Shrewd strategies such as this have earned her a Manager Ratio of 1.02, which places her sixth in the rankings over three years. Elsewhere, she is finding good opportunities in the materials, information technology and healthcare sectors with pharmaceuticals firm Sanofi seen as a key holding.

‘The stock is attractively valued and is expected to gain from a focus on diabetes and exposure to the emerging markets,’ she says. ‘Bayer is another large position as it has good growth prospects in both the pharmaceuticals and crop science businesses.’

Going for growth

A-rated Alexander Darwall (pictured left), who ranks ninth over five years by Manager Ratio as shown in the table attributes the success of his Jupiter European Growth fund to a policy of targeting structural growth, rather than cyclical, and says this stance has helped insulate it from the slowdown in global growth.

On a similar tack to de Trogoff he suggests the rise in Type 2 diabetes is a prime example of the opportunities available in the marketplace.

‘It has meant a company like Novo Nordisk, which specialises in insulin analogues, can continue to grow its top line at double digit rates in virtually all its markets as a greater number of people adopt western dietary habits,’ he says.

Other positive contributors to fund performance have come from companies that all share certain characteristics, even though they are involved in different business activities. These include Reed Elsevier (publisher), Experian (provider of global information services), Wirecard (electronic payments processor), and Amadeus IT (transaction processor for global travel and tourism).

‘All these companies have strong underlying business models,’ he says. ‘They are involved in a structural growth trend, are not captive to governments/regulators, have business models that travel well, an abundance of intellectual property, and don’t carry too much debt.’

A good example of his favoured picks is Edenred, a French company that operates in the overlooked and fragmented area of pre-paid employee vouchers.

‘It provides companies with ways to increase employee benefits without them having to pay social security contributions or payroll tax, thus reducing costs,’ he says. ‘Edenred charges companies a fee on voucher issuance but only reimburses merchants some two months afterwards, creating a float that can generate further financial revenues.’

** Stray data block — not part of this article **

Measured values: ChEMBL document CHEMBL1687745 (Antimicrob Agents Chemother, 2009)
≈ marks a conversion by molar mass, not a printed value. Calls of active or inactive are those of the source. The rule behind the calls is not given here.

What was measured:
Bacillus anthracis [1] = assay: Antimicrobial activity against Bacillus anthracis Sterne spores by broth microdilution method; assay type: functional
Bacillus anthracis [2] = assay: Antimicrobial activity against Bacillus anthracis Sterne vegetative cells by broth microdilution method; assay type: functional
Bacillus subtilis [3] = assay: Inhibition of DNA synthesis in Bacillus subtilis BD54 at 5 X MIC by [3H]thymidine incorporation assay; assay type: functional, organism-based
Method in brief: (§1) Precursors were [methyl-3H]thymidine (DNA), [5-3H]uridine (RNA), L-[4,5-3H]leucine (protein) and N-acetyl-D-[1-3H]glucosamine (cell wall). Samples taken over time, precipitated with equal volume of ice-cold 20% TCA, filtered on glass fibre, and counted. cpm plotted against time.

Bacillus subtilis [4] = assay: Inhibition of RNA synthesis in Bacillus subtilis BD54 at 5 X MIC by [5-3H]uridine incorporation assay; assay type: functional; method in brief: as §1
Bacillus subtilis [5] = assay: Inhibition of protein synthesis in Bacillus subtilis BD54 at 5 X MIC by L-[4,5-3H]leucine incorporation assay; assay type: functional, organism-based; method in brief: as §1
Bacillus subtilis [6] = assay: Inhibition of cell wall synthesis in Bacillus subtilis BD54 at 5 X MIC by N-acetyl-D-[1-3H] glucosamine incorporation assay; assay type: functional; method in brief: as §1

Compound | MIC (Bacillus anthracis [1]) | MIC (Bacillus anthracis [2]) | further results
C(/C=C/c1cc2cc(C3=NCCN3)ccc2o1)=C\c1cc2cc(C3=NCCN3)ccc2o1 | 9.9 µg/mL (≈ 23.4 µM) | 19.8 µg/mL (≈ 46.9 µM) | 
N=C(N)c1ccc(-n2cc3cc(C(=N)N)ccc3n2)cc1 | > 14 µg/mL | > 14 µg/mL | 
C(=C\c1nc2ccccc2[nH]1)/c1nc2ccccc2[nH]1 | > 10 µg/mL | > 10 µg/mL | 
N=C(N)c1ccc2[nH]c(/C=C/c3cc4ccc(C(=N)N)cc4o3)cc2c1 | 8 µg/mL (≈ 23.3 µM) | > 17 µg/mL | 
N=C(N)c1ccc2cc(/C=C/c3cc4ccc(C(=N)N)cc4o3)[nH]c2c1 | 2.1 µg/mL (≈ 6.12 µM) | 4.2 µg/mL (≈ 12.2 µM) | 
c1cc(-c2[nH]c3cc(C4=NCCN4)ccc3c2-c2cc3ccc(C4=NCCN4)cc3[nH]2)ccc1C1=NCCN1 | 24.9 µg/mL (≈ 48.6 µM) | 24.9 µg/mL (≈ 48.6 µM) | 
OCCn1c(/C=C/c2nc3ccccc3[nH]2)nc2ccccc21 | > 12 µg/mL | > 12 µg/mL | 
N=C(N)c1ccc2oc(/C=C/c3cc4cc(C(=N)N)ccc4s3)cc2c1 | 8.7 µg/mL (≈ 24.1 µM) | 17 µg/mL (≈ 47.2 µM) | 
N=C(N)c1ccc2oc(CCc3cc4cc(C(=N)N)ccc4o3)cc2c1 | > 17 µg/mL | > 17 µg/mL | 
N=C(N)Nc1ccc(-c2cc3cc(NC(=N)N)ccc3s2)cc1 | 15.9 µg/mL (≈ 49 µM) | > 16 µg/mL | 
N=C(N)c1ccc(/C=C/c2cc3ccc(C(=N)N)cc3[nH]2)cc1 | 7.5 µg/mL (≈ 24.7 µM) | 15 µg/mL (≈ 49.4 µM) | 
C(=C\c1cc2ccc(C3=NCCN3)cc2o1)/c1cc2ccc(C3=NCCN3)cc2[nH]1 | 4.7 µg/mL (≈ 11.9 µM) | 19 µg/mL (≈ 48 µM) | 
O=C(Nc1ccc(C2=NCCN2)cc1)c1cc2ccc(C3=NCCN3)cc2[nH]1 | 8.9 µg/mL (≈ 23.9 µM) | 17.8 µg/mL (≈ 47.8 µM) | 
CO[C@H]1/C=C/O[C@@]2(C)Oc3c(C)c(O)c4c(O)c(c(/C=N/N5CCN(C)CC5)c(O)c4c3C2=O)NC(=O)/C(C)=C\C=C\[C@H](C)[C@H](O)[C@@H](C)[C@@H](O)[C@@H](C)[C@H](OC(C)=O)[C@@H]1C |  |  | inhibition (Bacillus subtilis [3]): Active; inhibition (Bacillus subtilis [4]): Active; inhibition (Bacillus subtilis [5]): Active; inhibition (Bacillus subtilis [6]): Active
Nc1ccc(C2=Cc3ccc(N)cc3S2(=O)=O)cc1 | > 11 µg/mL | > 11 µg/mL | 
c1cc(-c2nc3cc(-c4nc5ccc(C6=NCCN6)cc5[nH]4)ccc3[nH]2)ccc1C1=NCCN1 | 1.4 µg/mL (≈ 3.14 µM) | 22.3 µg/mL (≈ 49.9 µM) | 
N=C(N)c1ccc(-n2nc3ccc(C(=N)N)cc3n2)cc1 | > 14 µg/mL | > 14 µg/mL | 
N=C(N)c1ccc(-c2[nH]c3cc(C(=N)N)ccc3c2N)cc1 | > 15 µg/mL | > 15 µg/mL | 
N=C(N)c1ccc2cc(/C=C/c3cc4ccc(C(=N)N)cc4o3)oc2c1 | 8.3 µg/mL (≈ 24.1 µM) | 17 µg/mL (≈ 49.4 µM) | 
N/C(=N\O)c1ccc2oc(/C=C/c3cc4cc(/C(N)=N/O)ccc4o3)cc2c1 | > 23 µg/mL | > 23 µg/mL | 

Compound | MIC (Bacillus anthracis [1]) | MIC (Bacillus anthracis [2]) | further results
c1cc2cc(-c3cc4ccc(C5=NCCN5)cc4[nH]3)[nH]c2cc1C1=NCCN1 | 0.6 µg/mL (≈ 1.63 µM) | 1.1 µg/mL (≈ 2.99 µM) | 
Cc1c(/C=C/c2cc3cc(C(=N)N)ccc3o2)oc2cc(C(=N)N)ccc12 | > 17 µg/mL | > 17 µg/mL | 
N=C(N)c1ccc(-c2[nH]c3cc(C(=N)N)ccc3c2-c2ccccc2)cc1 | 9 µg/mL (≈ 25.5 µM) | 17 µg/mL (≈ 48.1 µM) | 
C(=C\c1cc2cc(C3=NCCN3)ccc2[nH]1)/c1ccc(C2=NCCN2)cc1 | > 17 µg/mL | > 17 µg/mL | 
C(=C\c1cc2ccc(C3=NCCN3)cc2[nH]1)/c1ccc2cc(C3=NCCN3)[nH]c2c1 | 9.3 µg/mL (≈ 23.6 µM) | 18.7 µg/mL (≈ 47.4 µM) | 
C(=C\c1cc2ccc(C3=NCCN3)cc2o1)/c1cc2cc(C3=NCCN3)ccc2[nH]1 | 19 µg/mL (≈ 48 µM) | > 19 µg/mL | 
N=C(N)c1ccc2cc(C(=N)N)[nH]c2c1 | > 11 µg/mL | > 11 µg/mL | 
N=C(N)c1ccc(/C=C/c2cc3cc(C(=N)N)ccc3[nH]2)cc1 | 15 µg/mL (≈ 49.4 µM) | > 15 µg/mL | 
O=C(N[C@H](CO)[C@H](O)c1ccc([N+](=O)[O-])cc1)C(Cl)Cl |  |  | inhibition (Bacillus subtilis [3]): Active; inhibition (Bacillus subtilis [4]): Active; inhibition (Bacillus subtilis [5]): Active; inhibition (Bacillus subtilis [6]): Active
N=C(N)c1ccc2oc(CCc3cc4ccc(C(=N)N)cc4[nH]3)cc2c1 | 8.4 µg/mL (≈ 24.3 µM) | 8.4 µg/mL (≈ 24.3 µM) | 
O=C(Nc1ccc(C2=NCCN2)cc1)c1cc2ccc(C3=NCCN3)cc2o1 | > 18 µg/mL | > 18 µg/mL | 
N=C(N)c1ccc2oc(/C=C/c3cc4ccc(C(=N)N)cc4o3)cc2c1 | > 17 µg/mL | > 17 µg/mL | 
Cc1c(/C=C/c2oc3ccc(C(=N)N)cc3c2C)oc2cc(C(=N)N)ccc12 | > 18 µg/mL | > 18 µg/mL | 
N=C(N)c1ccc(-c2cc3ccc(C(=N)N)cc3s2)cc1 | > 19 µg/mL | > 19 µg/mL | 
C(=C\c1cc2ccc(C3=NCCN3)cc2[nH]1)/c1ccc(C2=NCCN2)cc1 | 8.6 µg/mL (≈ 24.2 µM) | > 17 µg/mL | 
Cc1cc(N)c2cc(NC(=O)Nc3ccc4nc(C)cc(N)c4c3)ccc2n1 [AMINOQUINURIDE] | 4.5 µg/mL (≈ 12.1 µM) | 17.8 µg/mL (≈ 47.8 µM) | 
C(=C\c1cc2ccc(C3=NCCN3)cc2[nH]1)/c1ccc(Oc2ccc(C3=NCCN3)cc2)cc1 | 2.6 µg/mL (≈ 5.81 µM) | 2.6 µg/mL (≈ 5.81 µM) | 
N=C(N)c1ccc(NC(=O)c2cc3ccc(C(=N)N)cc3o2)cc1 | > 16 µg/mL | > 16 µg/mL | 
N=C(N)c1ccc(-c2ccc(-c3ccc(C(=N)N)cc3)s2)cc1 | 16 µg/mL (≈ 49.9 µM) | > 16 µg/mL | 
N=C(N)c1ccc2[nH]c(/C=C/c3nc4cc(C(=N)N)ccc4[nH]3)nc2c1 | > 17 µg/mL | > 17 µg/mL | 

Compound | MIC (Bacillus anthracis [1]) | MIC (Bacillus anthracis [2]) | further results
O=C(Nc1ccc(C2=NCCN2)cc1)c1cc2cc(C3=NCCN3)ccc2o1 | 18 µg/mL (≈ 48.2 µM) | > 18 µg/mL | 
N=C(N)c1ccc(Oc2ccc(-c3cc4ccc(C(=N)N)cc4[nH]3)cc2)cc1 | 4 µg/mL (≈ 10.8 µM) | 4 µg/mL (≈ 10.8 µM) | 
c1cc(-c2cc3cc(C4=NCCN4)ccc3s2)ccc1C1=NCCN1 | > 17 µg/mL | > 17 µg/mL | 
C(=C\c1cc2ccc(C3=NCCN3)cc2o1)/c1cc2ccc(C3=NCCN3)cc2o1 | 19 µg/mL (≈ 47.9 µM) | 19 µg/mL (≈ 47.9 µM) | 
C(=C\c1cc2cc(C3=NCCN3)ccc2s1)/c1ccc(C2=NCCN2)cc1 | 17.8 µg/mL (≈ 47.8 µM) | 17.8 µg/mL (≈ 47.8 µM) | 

Exposure to global trends

AAA-rated John Bennett, director of European Equities at Henderson Global Investors, who holds a Manager Ratio of 0.96 over three years, placing him ninth, sees himself as managing a fund of global businesses rather than being the manager of a European fund.

‘It may sound glib, but it’s a serious point,’ he insists. ‘The great mistake being made is thinking the European stock market is the European economy.’

The reality is that many of Europe’s largest companies generate a high percentage of their revenues outside the region. ‘We have some of the most global businesses you can find and the great thing about Europe is you can access the same world as other markets but at a discount because the region has been masked by all these macro issues.’

Even a cursory glance at Bennett’s Henderson Gartmore Pan European fund illustrates the point with the 10 largest holdings including international household names such as Novartis, Roche, GlaxoSmithKline, Bayer, HSBC and Reed Elsevier.

Again, these picks also reflect global themes highlighted by other fund managers such as drugs and health care. ‘We believe that the pharmaceuticals industry in Europe is perhaps two or three years into a decade-long renaissance, with good long-term prospects for revenue growth from sustainable sources,’ says Bennett.

Consolidation cements value

While stock selection is significantly more important to Daniel Hemmant of BNP Paribas than macro bets, he suggests that the deciding factor as to whether or not a position is successful largely depends on the industry structure.

Top 15 manager in European equities by Manager Ratio over five years

Name Manager Ratio Total Return % EUR Contributing Fund Citywire rating
Julian Gould 1.08 64.65 IVI European AA
Adriaan de mol van Otterloo 1.08 64.65 IVI European AA
Roger Morley 1.07 60.39 MFS Meridian Funds European Core Equity AA
Frédéric Plisson 0.99 71.82 Echiquier Major A
Pierre Duval 0.79 42.53 Conservateur Unisic A
Kenneth Blomqvist 0.79 78.72 Fondita European Top Picks A
Olgerd Eichler 0.73 65.74 MainFirst - Top European Ideas A
Torsten Graf 0.73 65.74 MainFirst - Top European Ideas A